what the Consumer Price Index is going to be by the end of the year. Given the number of variables at play, even the most reliable of sources is going to find it difficult to predict. Most though would put money on it being a lot closer to ten per cent than is comfortable. For lenders, such a high inflation sce - nario should cause some concern. For, where inflation goes, interest rates invariably follow. And there is obviously a well-established link between higher interest rates, testing economic times, and the incidence of late payment and default, particularly for those with varia- ble rate finance. The further north the interest rate goes, the greater the level of grief for any lenders’ loan book. Financial markets were pricing-in four interest rate rises for 2022, taking the Bank Base Rate to 1.25 per cent by year end, before Ukraine. Given the conflict
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can afford yesterday, is not necessar- ily what they can afford today when their circumstances are more prone to change. With this in mind, regulators are driving in the direction of ever more demanding tests of a consumer’s ability to satisfactorily meet their loan com- mitments without causing hardship. This will be the first period of significant economic uncertainty when lenders will have tools at their disposal to make such assessments in levels of detail previously unheard of. Real-time auto- mated access to transaction and mul- ti-bureau data will enable recalibration to take place from one second to the next. Furthermore, the technology will make loan book management a far more exact science. Lenders can tap into data feeds that, when authorized, can be used to automatically track spending habits and pre-warn underwriters when borrowers are on course to miss pay- ments. A single pre-emptive telephone call while the borrower is still able to meet their commitments can be used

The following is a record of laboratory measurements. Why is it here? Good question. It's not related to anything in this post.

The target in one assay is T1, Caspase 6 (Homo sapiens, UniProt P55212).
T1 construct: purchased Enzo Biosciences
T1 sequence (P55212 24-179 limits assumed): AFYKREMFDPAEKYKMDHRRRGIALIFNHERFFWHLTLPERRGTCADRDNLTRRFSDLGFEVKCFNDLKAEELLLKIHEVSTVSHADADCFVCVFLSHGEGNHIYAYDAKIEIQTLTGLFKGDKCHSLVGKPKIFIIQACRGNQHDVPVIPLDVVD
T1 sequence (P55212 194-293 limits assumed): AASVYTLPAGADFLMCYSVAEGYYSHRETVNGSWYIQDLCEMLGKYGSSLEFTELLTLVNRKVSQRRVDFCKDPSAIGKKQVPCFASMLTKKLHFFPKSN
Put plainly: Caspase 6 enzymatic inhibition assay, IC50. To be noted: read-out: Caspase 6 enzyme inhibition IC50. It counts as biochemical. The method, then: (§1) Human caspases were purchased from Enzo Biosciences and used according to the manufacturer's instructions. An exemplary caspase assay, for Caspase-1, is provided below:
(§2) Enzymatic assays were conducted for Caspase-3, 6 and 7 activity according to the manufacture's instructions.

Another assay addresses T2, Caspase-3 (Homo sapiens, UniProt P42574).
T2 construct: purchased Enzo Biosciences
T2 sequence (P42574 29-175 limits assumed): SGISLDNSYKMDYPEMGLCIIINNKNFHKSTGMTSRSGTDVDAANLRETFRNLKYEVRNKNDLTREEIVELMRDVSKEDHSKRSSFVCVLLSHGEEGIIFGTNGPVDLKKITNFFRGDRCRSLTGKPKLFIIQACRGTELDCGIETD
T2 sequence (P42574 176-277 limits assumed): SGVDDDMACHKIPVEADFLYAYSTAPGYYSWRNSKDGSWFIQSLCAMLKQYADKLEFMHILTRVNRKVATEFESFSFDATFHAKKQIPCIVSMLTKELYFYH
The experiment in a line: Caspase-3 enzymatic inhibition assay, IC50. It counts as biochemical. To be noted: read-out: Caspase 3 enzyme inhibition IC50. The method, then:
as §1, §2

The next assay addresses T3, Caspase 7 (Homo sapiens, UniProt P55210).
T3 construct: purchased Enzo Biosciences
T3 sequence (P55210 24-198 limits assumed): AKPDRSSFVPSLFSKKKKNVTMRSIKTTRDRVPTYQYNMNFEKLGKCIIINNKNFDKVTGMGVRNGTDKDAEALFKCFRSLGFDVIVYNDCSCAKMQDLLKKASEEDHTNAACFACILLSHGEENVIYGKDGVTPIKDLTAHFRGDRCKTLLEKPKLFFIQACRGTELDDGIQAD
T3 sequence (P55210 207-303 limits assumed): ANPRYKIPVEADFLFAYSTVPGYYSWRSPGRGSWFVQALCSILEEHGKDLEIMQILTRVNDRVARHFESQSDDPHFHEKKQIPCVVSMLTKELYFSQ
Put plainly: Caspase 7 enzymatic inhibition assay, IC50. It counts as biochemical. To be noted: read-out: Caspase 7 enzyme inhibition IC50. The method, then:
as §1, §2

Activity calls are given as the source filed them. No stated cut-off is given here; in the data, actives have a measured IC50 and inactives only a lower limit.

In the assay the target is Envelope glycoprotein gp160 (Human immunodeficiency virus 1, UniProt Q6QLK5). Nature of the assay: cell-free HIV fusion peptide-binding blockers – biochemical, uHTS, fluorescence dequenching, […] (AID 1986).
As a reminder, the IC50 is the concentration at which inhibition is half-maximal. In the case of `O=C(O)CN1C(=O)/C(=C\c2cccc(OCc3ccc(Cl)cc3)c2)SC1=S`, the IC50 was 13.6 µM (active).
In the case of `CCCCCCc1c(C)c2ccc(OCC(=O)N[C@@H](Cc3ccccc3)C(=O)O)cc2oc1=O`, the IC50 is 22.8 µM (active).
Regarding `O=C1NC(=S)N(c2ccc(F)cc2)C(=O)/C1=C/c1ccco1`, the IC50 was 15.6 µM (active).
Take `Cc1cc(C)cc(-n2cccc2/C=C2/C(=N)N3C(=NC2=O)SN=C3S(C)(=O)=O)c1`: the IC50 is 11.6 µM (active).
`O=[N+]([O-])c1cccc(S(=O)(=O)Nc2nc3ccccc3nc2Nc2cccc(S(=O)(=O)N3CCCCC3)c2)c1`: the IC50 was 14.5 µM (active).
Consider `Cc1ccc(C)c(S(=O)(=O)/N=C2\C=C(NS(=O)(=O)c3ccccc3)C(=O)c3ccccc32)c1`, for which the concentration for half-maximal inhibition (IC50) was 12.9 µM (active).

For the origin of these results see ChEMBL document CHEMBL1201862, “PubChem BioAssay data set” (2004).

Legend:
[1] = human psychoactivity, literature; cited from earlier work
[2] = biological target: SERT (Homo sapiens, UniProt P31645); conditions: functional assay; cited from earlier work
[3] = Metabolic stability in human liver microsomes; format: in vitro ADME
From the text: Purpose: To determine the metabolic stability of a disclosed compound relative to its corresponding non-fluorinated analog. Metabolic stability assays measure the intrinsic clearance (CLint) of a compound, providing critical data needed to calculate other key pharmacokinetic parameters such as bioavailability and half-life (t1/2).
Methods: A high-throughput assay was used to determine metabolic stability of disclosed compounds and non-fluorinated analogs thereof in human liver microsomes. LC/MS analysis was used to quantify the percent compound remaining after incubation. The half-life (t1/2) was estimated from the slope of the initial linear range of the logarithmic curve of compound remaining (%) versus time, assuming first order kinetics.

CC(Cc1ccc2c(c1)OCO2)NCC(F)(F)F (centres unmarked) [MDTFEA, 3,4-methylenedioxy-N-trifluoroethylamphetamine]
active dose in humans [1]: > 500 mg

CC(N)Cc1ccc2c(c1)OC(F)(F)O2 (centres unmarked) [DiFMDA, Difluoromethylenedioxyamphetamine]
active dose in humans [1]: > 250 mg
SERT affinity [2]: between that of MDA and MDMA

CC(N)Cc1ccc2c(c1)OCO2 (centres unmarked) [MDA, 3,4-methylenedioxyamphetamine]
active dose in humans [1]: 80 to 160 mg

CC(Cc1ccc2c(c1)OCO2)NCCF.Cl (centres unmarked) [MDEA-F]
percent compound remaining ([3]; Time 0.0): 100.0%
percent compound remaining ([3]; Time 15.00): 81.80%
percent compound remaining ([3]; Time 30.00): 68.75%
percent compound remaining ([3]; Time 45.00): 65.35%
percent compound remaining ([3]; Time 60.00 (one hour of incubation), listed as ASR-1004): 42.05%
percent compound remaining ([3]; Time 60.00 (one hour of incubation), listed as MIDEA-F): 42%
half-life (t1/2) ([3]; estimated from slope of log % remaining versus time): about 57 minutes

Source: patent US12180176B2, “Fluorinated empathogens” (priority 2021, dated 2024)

to reschedule a loan, rather than the usual situation of having calls ignored after they fall into arrears. In general, lenders will have access to data and analysis that will guide them to making optimal decisions, both in terms of new and existing business, and in terms of regulation… Tools that they would only have been able to dream about twenty years ago.
Plug-and-play automated platforms, such as LendingMetrics' ADP and LMX , enable lenders to precisely calibrate the level of risk they are willing to take with every single applicant. A risk that they can scale up, or down, according to the changing environment. And, because they can take a granular view of each applicant and obtain a real-time insight into their activity, lenders are less likely to make poor lending decisions. Ideally, the turbulent times we are enter- ing require lenders to be able to recal- ibrate their affordability assessments for individual applicants on a quick and constant rolling basis. What someone between higher interest rates, testing economic times, and the incidence of late payment and default" "There is obviously a well-established link
Above: LendingMetrics' Commercial Director David Wylie